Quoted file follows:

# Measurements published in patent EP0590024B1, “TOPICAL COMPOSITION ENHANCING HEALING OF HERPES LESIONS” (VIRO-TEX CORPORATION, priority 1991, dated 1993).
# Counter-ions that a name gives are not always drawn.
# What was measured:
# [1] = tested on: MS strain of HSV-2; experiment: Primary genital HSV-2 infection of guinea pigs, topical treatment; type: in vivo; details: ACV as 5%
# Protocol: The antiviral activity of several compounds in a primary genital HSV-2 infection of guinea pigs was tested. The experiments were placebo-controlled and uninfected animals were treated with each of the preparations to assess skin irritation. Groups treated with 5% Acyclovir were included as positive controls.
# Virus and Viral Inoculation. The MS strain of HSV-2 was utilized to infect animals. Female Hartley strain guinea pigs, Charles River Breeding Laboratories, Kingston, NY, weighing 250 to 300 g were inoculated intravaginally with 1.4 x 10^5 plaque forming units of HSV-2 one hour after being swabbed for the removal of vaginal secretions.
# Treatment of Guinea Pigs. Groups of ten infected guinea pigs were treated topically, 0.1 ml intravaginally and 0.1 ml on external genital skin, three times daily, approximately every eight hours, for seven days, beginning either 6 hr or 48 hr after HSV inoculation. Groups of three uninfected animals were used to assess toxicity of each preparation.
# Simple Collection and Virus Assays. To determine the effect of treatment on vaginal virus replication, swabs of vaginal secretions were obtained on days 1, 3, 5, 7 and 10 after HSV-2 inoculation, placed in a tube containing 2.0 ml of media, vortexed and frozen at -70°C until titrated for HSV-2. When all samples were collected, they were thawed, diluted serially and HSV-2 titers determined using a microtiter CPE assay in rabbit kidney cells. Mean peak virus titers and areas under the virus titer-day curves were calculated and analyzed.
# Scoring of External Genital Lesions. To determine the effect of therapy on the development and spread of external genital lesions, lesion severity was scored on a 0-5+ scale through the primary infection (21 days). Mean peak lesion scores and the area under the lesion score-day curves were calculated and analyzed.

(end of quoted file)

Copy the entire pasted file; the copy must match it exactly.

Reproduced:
# Measurements published in patent EP0590024B1, “TOPICAL COMPOSITION ENHANCING HEALING OF HERPES LESIONS” (VIRO-TEX CORPORATION, priority 1991, dated 1993).
# Counter-ions that a name gives are not always drawn.
# What was measured:
# [1] = tested on: MS strain of HSV-2; experiment: Primary genital HSV-2 infection of guinea pigs, topical treatment; type: in vivo; details: ACV as 5%
# Protocol: The antiviral activity of several compounds in a primary genital HSV-2 infection of guinea pigs was tested. The experiments were placebo-controlled and uninfected animals were treated with each of the preparations to assess skin irritation. Groups treated with 5% Acyclovir were included as positive controls.
# Virus and Viral Inoculation. The MS strain of HSV-2 was utilized to infect animals. Female Hartley strain guinea pigs, Charles River Breeding Laboratories, Kingston, NY, weighing 250 to 300 g were inoculated intravaginally with 1.4 x 10^5 plaque forming units of HSV-2 one hour after being swabbed for the removal of vaginal secretions.
# Treatment of Guinea Pigs. Groups of ten infected guinea pigs were treated topically, 0.1 ml intravaginally and 0.1 ml on external genital skin, three times daily, approximately every eight hours, for seven days, beginning either 6 hr or 48 hr after HSV inoculation. Groups of three uninfected animals were used to assess toxicity of each preparation.
# Simple Collection and Virus Assays. To determine the effect of treatment on vaginal virus replication, swabs of vaginal secretions were obtained on days 1, 3, 5, 7 and 10 after HSV-2 inoculation, placed in a tube containing 2.0 ml of media, vortexed and frozen at -70°C until titrated for HSV-2. When all samples were collected, they were thawed, diluted serially and HSV-2 titers determined using a microtiter CPE assay in rabbit kidney cells. Mean peak virus titers and areas under the virus titer-day curves were calculated and analyzed.
# Scoring of External Genital Lesions. To determine the effect of therapy on the development and spread of external genital lesions, lesion severity was scored on a 0-5+ scale through the primary infection (21 days). Mean peak lesion scores and the area under the lesion score-day curves were calculated and analyzed.